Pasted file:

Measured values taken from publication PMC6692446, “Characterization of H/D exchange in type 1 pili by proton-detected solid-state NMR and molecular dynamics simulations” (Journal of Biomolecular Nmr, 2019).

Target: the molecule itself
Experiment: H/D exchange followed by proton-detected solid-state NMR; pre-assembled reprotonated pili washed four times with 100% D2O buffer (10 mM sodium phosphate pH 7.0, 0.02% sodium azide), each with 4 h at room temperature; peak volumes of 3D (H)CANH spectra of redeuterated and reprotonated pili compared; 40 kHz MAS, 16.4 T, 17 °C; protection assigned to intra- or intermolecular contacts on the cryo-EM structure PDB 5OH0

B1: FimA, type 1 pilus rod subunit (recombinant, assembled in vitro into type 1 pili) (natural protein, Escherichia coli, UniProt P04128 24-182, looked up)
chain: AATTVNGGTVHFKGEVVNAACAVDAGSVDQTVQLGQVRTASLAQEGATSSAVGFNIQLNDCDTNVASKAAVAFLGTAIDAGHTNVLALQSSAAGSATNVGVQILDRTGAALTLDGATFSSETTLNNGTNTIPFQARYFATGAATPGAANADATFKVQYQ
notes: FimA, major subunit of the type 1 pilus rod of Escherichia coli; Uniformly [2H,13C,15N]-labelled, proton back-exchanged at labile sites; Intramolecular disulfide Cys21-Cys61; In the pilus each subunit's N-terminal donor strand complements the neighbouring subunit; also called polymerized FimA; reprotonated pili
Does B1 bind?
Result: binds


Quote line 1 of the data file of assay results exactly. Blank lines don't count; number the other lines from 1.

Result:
Measured values taken from publication PMC6692446, “Characterization of H/D exchange in type 1 pili by proton-detected solid-state NMR and molecular dynamics simulations” (Journal of Biomolecular Nmr, 2019).